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Found 5 results

  1. This as an experiment into complex forms: Being based on the Five Classical Canons of Rhetoric, the second of this set is disposition. This piece is designed to outline the thought process by first taking raw information (pizzicato entrance), organizing it into a series of fugues (each being progressively more resemblant to the theme running through the set, the "thesis" theme), until the material is combined to create a satisfactory product (having resolved all issues of synthesis, then the end section) to be used in the overall metaphorical "oration" (i.e. the intent of rhetoric). I have more detailed an explanation attached, as well.
  2. With this piece, I wanted to explore the application of the five classical canons of rhetoric to music. These canons serve as an inspiration in some way to each of the movements; here, the first -- invention -- has its own form, and it also relates to "invention" in the musical sense, i.e. two-part counter-point (section F). It is also the literal act of producing material that can be used later in the work; I am still working on the following movements. Let me know your thoughts!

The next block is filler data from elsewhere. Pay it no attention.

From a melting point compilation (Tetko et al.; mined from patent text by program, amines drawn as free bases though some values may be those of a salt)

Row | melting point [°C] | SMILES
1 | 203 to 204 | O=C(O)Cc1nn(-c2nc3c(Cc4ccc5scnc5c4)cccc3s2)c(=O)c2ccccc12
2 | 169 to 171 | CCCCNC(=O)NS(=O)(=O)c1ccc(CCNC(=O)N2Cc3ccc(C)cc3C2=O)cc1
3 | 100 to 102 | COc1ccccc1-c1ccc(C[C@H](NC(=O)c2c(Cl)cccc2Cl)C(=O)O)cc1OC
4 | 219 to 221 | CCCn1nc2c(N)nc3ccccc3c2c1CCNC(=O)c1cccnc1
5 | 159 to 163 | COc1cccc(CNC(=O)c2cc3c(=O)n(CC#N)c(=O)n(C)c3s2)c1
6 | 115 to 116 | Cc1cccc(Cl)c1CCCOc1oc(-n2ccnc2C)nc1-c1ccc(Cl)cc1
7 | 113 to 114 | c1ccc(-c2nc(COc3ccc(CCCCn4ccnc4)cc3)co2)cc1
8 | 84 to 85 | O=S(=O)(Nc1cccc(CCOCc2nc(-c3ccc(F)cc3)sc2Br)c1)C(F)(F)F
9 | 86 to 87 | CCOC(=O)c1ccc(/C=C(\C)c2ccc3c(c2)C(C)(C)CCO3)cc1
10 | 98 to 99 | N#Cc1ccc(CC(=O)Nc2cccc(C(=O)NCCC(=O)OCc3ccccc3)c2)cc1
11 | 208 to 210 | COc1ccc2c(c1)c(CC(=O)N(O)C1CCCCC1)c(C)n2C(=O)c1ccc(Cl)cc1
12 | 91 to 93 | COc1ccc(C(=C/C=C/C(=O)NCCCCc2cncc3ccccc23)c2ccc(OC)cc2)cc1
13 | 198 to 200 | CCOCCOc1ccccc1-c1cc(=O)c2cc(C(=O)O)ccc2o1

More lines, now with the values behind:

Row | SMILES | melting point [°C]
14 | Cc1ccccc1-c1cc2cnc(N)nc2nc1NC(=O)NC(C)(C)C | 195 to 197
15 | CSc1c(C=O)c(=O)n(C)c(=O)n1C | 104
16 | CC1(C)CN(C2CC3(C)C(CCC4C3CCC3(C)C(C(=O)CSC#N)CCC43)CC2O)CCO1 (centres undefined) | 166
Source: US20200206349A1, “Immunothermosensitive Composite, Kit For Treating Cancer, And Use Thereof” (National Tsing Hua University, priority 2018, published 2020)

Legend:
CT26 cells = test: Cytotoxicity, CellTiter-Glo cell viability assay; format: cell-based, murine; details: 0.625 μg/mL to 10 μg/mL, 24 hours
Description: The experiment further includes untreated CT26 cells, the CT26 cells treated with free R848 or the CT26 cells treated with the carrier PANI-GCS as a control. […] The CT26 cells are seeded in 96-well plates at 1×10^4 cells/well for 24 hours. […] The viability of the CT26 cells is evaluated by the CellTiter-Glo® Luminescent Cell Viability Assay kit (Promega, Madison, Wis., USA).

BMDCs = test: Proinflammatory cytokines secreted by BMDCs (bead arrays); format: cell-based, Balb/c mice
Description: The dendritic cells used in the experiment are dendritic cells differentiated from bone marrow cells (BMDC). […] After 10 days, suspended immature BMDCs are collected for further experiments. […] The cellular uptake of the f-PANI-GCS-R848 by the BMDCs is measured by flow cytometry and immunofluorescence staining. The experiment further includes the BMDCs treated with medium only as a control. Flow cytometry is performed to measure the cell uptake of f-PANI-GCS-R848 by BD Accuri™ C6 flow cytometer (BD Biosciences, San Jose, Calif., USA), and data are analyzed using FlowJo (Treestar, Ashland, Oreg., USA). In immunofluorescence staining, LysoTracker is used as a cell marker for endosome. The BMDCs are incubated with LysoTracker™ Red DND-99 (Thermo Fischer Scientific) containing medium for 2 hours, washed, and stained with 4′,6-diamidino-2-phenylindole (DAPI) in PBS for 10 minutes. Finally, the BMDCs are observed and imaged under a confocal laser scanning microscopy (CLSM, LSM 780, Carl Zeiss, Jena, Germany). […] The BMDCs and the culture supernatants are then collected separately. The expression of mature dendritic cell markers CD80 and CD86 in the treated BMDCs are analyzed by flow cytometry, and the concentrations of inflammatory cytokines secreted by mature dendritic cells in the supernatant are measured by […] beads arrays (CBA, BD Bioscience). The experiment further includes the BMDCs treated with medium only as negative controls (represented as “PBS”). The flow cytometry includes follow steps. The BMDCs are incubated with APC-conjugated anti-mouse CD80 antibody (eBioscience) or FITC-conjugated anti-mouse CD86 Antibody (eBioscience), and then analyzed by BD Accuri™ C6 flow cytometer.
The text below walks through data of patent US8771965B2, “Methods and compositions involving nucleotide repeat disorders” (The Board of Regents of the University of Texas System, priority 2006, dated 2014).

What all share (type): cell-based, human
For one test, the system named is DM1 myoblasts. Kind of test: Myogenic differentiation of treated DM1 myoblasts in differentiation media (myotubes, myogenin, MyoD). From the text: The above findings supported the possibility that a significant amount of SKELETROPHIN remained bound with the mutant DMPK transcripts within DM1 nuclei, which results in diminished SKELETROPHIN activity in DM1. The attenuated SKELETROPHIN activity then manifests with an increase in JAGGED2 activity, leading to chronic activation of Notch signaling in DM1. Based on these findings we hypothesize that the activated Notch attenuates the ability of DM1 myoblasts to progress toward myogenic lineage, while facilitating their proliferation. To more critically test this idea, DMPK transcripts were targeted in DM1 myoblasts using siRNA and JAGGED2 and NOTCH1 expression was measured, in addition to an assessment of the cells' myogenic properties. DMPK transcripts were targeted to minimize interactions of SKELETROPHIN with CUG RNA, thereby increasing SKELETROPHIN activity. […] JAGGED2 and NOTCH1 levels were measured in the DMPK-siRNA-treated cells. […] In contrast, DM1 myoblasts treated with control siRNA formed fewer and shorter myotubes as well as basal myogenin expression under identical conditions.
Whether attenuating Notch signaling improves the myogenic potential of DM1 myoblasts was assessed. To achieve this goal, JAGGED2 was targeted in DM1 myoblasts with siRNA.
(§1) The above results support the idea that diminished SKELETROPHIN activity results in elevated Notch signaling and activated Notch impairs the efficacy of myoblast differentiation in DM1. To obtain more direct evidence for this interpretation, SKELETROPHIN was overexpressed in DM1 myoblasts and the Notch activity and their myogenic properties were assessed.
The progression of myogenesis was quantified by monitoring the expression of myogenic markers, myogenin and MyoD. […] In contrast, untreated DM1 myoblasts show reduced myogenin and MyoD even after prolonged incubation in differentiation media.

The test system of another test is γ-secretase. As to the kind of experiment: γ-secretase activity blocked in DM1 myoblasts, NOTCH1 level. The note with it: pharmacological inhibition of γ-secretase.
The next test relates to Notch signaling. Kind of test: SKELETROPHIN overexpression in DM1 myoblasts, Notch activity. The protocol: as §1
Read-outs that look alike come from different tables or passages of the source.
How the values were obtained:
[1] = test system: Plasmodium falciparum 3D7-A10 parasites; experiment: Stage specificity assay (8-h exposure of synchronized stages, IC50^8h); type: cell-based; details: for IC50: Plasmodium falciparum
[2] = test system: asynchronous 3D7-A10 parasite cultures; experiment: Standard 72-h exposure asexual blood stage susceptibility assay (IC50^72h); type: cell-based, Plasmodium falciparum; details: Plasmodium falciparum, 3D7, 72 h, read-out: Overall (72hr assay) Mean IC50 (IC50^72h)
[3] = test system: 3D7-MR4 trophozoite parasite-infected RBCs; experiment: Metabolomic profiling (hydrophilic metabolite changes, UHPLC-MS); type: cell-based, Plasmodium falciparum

3. Divertimento a 3 in B-flat, for 2 Violins and Violoncello I. Allegro di molto II. Andante III. Allegro giusto, alla breve Composed: April 4-17, 2017 Style: Classical, circa 1790 I enjoy spending my lunch hours at work productively when I have the energy, sketching or doing exercises. A couple of weeks ago I started a counterpoint exercise that I worked on for the next couple of days, and it turned out well. The thought occurred to me that perhaps it might serve as a movement in a larger work, in which I might also use some old ideas that had been waiting around in the back of my mind for years, and the idea for this little divertimento was born. Most of this work was written by hand while lunching in my car. The term divertimento denotes a multi-movement work that is light in character, for the diversion or amusement of the audience or players (or both), as the name implies. This one is in three movements, and is modeled after similar works I have played and heard by Joseph Haydn (1732-1809). It is quite short, much like Haydn’s examples, lasting just under 10 minutes. Description: The energetic first movement (Allegro di molto), in sonata-allegro form, is dominated by a dynamic 4-measure opening motive that I have had in my mind for many years, which I found opportunities to develop throughout the movement. The contrasting second theme, smoother and calmer than the first, is stated canonically by the two violins, accompanied by a chromatic accompaniment figure in the ‘cello adding harmonic complexity. The opening theme is then restated and developed into a codetta to close the exposition, which is then repeated. The development section treats part of main theme in close canon, modulating to distant keys to develop the second theme before making its way back to the tonic B-flat for the recapitulation, and the movement ends with a short coda, again based on the opening theme. The second movement (Andante), in the subdominant key of E-flat, is in the simplest of binary forms (ABAB), and begins somewhat statically, setting a mood of calm to contrast with the verve of first movement before gradually becoming more florid and interesting starting in m. 6. The second theme is a pretty melody I have had in the back of my mind for at least 30 years, patiently waiting for the right application, and now it has a place at last. The second time it comes around, the eighth note accompaniment is changed to sixteenth notes for variety. The movement closes with a very short coda, a varied restatement of mm. 11-12. The third and final movement (Allegro giusto, alla breve), originally conceived as the aforementioned counterpoint exercise, is a light-hearted fugue in an Italianate style, on an original 6-measure subject reminiscent of Handel. There are four statements of the subject by each of the instruments, including statements in stretto and an inverted statement, interspersed with episodes developing foregoing material. The movement closes with a coda based on the rhythm and contour of the last measure of the subject, on a pedal B-flat in the 1st violin and ‘cello alternately, ending in a plagal cadence. Concerns: 1st Movement – I’m a little worried that perhaps I have overdeveloped the opening motive by repeating it too often, even if I vary it – particularly the four chords at the beginning of it. I’m open to the idea of reworking the movement slightly if I get a lot of feedback that this is a problem. I love developing themes, but I want to avoid monotony. 3rd Movement – I’ve been writing counterpoint as a serious avocation for years, having listened to a lot of it and read several books on the subject. I even authored the very popular “Fugue Crash-Course” here before I knew as much as I know now, yet I still feel insecure and mystified. I try to proceed confidently, but since I have taught myself everything I know, I constantly worry that I’m making mistakes out of ignorance. It has happened before several times. I want to make sure what I’m doing is “by the book,” so if any of you notice anything in this fugue that you know for certain is wrong or mishandled, I want to know about it. I hope you enjoy this little piece, and thank you for your kind attention.